We had a great trip down to Willenhall yesterday and spent a lot of time looking at used cars and trying out different models. My friend ended up buying the Vauxhall Meriva we went to look at, so he’s happy. We did, however, see a few bad deals in some of the smaller places and it made me think that we were lucky to know what we were looking at and spot any faults between us. Sometimes it’s difficult to remember all the things to check on a used car when you’re looking to buy one, so I thought I’d put together a little guide to spotting faults on used cars. I hope it’s useful.
- Bodywork. Rust is an obvious thing to look for on a car’s body and it’s usually quite obvious. Uneven paintwork can signify rust but, to be honest, most modern cars are pretty rust-proof. One of the key things to look at on the body is alignment of panels – check the spacing between them is even and look for any that are out of line. Open and close all the windows and doors and pay attention to how snugly they close – if they are out of line at all this could indicate the car has been in a crash and might be worth avoiding.
- Run the engine. Listen for strange noises, such as knocking or spluttering, and have a friend stand behind the car while you press the accelerator. Any smoke coming out of the exhaust is a bad sign.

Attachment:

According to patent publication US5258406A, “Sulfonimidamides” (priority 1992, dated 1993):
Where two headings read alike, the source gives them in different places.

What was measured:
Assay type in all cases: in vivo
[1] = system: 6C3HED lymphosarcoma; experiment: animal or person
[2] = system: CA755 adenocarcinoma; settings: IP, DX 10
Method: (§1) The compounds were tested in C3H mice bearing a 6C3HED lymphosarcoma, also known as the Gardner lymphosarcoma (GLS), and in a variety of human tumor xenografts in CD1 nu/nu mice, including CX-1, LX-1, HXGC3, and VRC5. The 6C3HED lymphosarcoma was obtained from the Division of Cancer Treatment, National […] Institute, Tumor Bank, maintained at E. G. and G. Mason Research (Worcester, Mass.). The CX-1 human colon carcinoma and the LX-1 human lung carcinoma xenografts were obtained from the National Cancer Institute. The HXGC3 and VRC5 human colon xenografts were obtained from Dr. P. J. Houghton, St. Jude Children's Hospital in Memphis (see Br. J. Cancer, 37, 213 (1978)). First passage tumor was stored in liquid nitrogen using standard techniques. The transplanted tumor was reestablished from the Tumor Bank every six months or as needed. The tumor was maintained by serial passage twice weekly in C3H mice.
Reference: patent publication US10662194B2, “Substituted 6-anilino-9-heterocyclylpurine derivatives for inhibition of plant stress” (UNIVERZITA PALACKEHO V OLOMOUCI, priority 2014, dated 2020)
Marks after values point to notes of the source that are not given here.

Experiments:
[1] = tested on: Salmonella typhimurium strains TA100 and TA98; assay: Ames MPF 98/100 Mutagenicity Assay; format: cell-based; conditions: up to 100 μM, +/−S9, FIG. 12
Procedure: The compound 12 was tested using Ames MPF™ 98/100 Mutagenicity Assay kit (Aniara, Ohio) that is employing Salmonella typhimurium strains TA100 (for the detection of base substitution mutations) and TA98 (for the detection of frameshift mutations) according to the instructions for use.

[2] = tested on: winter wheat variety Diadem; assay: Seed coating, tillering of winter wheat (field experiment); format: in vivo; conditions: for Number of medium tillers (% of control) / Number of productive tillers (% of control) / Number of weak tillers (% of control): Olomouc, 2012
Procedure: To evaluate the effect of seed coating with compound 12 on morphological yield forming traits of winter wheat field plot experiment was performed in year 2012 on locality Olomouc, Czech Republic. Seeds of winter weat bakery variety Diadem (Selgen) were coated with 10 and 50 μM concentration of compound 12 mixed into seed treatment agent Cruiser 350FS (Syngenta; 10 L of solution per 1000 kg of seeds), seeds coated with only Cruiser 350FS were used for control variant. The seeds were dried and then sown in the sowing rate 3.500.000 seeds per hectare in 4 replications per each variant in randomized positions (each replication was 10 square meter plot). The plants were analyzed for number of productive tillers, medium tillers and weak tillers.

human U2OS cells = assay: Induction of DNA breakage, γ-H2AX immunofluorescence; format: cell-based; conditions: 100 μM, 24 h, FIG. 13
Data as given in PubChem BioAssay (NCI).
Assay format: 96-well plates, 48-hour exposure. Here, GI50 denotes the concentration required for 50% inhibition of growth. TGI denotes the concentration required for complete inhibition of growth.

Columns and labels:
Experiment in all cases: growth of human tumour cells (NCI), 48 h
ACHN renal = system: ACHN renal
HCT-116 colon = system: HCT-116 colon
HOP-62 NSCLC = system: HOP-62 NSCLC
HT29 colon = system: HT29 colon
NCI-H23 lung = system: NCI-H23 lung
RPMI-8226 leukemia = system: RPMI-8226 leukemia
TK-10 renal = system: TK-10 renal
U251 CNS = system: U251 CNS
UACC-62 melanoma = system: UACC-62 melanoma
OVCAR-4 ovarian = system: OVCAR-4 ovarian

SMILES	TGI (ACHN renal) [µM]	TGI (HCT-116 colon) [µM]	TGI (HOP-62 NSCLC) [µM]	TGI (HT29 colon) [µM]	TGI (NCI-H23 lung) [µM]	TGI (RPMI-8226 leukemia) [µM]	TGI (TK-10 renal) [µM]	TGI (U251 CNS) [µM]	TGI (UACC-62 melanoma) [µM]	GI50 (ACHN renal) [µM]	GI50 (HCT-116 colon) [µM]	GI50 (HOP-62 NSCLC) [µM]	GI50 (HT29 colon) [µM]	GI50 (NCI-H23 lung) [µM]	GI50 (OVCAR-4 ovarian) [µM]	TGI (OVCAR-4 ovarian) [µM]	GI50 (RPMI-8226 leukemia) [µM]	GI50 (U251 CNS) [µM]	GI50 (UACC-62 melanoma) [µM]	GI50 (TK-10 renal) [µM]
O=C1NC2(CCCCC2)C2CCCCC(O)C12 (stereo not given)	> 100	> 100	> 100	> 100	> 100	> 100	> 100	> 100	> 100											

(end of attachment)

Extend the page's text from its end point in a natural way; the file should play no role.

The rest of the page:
- Look under the bonnet. It’s worth familiarising yourself with the key parts of a car’s engine before you head out, even if it is the basic things like the oil dipstick and oil cap. Look for any obvious signs of leaks or major work having been done.
- Interior. Check the ashtray to see if the previous owner was a smoker and for signs of dog/pet hair inside the car. Both of these things cause smells that will have penetrated the seats and are virtually impossible to get out. You may not notice the smell immediately but once the air freshener has worn off, and especially if the interior gets a little damp, in winter for example, you will definitely notice it.
- Little things. The small things count – you don’t want to buy a car and find out a week later that the windows don’t wind down properly, or the central locking is a bit dodgy. So check everything – from the radio to the wing mirror adjusters and the seat belts.
These tips are only intended as a beginner’s guide to looking at used cars so you should get a trained mechanic to have a proper look before you part with your cash.